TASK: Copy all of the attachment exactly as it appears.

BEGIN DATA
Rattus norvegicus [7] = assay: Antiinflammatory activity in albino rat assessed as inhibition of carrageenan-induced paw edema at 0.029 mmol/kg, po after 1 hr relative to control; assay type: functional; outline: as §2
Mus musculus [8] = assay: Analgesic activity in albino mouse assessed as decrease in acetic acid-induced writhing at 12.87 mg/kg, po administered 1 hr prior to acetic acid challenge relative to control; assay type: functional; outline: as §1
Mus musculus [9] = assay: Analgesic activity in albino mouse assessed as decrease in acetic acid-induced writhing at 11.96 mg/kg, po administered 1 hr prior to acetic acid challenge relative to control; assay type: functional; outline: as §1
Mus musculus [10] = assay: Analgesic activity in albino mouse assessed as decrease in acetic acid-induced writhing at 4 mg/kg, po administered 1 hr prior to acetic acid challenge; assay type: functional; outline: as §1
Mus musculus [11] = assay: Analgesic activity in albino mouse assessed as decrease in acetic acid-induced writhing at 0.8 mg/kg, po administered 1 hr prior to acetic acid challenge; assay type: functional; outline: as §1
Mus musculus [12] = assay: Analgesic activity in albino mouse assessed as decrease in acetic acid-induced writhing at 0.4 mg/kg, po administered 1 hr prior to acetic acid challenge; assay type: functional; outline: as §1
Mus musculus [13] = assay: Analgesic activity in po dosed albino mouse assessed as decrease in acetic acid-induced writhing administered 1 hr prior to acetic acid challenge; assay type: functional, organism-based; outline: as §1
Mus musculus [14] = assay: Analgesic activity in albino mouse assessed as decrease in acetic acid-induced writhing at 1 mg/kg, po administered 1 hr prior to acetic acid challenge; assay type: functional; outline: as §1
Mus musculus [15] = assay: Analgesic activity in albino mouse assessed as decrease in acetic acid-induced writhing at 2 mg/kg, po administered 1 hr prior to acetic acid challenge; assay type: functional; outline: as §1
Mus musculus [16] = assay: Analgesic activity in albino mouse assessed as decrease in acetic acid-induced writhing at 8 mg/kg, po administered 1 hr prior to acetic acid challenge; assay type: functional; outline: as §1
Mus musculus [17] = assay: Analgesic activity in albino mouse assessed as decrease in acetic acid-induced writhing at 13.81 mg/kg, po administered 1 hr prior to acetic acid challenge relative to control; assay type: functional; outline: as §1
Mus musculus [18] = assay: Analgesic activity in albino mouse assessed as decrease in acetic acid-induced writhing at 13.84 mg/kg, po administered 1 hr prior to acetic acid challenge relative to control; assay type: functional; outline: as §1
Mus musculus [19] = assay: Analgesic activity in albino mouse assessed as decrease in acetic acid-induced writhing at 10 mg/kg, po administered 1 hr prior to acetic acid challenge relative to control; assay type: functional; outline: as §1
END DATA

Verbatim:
Rattus norvegicus [7] = assay: Antiinflammatory activity in albino rat assessed as inhibition of carrageenan-induced paw edema at 0.029 mmol/kg, po after 1 hr relative to control; assay type: functional; outline: as §2
Mus musculus [8] = assay: Analgesic activity in albino mouse assessed as decrease in acetic acid-induced writhing at 12.87 mg/kg, po administered 1 hr prior to acetic acid challenge relative to control; assay type: functional; outline: as §1
Mus musculus [9] = assay: Analgesic activity in albino mouse assessed as decrease in acetic acid-induced writhing at 11.96 mg/kg, po administered 1 hr prior to acetic acid challenge relative to control; assay type: functional; outline: as §1
Mus musculus [10] = assay: Analgesic activity in albino mouse assessed as decrease in acetic acid-induced writhing at 4 mg/kg, po administered 1 hr prior to acetic acid challenge; assay type: functional; outline: as §1
Mus musculus [11] = assay: Analgesic activity in albino mouse assessed as decrease in acetic acid-induced writhing at 0.8 mg/kg, po administered 1 hr prior to acetic acid challenge; assay type: functional; outline: as §1
Mus musculus [12] = assay: Analgesic activity in albino mouse assessed as decrease in acetic acid-induced writhing at 0.4 mg/kg, po administered 1 hr prior to acetic acid challenge; assay type: functional; outline: as §1
Mus musculus [13] = assay: Analgesic activity in po dosed albino mouse assessed as decrease in acetic acid-induced writhing administered 1 hr prior to acetic acid challenge; assay type: functional, organism-based; outline: as §1
Mus musculus [14] = assay: Analgesic activity in albino mouse assessed as decrease in acetic acid-induced writhing at 1 mg/kg, po administered 1 hr prior to acetic acid challenge; assay type: functional; outline: as §1
Mus musculus [15] = assay: Analgesic activity in albino mouse assessed as decrease in acetic acid-induced writhing at 2 mg/kg, po administered 1 hr prior to acetic acid challenge; assay type: functional; outline: as §1
Mus musculus [16] = assay: Analgesic activity in albino mouse assessed as decrease in acetic acid-induced writhing at 8 mg/kg, po administered 1 hr prior to acetic acid challenge; assay type: functional; outline: as §1
Mus musculus [17] = assay: Analgesic activity in albino mouse assessed as decrease in acetic acid-induced writhing at 13.81 mg/kg, po administered 1 hr prior to acetic acid challenge relative to control; assay type: functional; outline: as §1
Mus musculus [18] = assay: Analgesic activity in albino mouse assessed as decrease in acetic acid-induced writhing at 13.84 mg/kg, po administered 1 hr prior to acetic acid challenge relative to control; assay type: functional; outline: as §1
Mus musculus [19] = assay: Analgesic activity in albino mouse assessed as decrease in acetic acid-induced writhing at 10 mg/kg, po administered 1 hr prior to acetic acid challenge relative to control; assay type: functional; outline: as §1